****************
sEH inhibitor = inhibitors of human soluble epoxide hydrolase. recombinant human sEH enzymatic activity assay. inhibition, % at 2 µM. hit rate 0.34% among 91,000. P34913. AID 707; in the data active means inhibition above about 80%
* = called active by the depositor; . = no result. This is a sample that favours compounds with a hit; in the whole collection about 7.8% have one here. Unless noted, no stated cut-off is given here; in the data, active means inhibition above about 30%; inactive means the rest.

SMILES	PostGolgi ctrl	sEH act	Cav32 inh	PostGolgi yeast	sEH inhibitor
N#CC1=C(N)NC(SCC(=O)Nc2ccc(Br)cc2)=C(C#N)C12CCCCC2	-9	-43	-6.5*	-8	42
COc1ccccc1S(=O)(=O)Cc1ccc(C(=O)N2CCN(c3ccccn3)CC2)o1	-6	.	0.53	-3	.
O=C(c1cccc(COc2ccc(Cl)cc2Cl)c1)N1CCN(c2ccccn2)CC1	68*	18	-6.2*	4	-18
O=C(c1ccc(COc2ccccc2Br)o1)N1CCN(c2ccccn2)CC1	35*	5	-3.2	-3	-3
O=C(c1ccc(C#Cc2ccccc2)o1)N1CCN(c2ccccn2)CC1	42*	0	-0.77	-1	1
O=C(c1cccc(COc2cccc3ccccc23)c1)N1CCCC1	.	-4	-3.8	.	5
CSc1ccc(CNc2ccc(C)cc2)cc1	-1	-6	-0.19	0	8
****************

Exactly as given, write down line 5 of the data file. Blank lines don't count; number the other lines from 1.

COc1ccccc1S(=O)(=O)Cc1ccc(C(=O)N2CCN(c3ccccn3)CC2)o1	-6	.	0.53	-3	.